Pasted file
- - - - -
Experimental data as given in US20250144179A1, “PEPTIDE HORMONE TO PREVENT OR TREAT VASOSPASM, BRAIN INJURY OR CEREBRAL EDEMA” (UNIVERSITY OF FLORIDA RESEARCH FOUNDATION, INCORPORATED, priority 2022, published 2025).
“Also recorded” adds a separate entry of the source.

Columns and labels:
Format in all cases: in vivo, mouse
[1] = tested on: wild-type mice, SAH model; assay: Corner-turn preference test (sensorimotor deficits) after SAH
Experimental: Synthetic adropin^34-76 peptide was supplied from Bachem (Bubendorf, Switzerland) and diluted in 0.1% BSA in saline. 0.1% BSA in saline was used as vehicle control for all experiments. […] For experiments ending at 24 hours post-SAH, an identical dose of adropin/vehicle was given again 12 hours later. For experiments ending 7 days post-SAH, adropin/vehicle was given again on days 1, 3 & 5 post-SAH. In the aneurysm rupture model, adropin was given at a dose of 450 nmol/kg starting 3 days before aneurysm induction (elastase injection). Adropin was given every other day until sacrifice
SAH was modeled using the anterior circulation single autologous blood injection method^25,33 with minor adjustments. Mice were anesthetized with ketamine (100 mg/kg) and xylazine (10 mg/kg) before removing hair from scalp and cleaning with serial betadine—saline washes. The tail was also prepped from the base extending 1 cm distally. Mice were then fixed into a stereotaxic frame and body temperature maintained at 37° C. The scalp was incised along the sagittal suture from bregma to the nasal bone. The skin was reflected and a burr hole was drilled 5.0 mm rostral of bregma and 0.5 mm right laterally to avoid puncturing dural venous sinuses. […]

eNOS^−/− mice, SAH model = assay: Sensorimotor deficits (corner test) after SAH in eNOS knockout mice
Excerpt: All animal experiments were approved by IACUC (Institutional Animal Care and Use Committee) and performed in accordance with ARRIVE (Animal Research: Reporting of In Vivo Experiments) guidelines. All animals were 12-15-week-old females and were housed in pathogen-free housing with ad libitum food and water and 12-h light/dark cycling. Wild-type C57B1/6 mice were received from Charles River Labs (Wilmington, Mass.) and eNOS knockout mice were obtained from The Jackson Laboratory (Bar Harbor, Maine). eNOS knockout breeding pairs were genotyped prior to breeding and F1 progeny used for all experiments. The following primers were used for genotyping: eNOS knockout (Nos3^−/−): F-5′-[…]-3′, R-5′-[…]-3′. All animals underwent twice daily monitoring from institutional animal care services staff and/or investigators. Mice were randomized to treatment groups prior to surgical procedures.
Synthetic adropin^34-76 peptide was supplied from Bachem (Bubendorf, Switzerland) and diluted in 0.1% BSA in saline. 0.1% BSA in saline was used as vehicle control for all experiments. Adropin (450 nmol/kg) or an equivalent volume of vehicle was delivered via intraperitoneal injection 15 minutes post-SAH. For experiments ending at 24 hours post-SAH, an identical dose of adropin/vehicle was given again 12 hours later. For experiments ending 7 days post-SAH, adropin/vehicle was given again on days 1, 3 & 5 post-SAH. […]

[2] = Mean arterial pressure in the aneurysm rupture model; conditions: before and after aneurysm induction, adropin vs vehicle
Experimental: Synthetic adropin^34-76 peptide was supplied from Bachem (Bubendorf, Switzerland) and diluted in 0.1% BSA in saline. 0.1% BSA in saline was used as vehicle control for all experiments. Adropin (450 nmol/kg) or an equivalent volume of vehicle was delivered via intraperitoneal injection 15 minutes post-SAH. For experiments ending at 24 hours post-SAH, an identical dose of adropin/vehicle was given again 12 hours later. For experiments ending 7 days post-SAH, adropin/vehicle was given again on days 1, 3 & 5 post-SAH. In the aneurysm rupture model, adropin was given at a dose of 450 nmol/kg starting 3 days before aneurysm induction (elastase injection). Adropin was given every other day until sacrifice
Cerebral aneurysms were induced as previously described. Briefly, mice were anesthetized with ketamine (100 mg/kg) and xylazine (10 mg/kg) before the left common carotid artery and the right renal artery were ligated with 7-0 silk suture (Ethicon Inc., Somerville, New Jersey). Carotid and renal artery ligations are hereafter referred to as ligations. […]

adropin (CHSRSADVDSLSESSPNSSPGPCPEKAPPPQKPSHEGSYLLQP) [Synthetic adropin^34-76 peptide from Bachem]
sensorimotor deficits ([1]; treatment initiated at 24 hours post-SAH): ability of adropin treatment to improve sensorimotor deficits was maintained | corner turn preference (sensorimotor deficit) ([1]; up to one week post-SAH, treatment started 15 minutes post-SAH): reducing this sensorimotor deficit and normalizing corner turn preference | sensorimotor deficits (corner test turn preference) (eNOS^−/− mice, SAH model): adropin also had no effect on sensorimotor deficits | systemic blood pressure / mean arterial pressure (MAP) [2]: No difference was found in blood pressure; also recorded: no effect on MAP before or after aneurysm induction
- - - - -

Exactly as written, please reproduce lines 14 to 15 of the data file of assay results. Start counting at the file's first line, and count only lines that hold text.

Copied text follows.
adropin (CHSRSADVDSLSESSPNSSPGPCPEKAPPPQKPSHEGSYLLQP) [Synthetic adropin^34-76 peptide from Bachem]
sensorimotor deficits ([1]; treatment initiated at 24 hours post-SAH): ability of adropin treatment to improve sensorimotor deficits was maintained | corner turn preference (sensorimotor deficit) ([1]; up to one week post-SAH, treatment started 15 minutes post-SAH): reducing this sensorimotor deficit and normalizing corner turn preference | sensorimotor deficits (corner test turn preference) (eNOS^−/− mice, SAH model): adropin also had no effect on sensorimotor deficits | systemic blood pressure / mean arterial pressure (MAP) [2]: No difference was found in blood pressure; also recorded: no effect on MAP before or after aneurysm induction